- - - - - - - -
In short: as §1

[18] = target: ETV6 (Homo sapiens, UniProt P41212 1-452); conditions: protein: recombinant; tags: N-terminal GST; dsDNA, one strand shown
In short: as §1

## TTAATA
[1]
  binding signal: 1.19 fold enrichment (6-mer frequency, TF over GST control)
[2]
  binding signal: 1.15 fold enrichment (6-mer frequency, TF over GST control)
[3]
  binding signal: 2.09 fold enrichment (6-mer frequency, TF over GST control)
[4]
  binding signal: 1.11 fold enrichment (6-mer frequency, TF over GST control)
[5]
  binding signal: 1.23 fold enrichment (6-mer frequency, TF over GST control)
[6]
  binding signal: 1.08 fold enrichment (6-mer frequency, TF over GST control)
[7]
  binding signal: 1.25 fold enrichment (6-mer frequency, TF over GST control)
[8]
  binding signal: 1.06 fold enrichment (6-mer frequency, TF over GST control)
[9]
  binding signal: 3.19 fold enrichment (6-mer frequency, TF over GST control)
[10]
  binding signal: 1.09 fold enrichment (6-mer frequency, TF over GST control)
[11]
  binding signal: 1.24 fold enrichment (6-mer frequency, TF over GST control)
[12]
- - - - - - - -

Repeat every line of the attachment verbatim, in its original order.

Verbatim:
In short: as §1

[18] = target: ETV6 (Homo sapiens, UniProt P41212 1-452); conditions: protein: recombinant; tags: N-terminal GST; dsDNA, one strand shown
In short: as §1

## TTAATA
[1]
  binding signal: 1.19 fold enrichment (6-mer frequency, TF over GST control)
[2]
  binding signal: 1.15 fold enrichment (6-mer frequency, TF over GST control)
[3]
  binding signal: 2.09 fold enrichment (6-mer frequency, TF over GST control)
[4]
  binding signal: 1.11 fold enrichment (6-mer frequency, TF over GST control)
[5]
  binding signal: 1.23 fold enrichment (6-mer frequency, TF over GST control)
[6]
  binding signal: 1.08 fold enrichment (6-mer frequency, TF over GST control)
[7]
  binding signal: 1.25 fold enrichment (6-mer frequency, TF over GST control)
[8]
  binding signal: 1.06 fold enrichment (6-mer frequency, TF over GST control)
[9]
  binding signal: 3.19 fold enrichment (6-mer frequency, TF over GST control)
[10]
  binding signal: 1.09 fold enrichment (6-mer frequency, TF over GST control)
[11]
  binding signal: 1.24 fold enrichment (6-mer frequency, TF over GST control)
[12]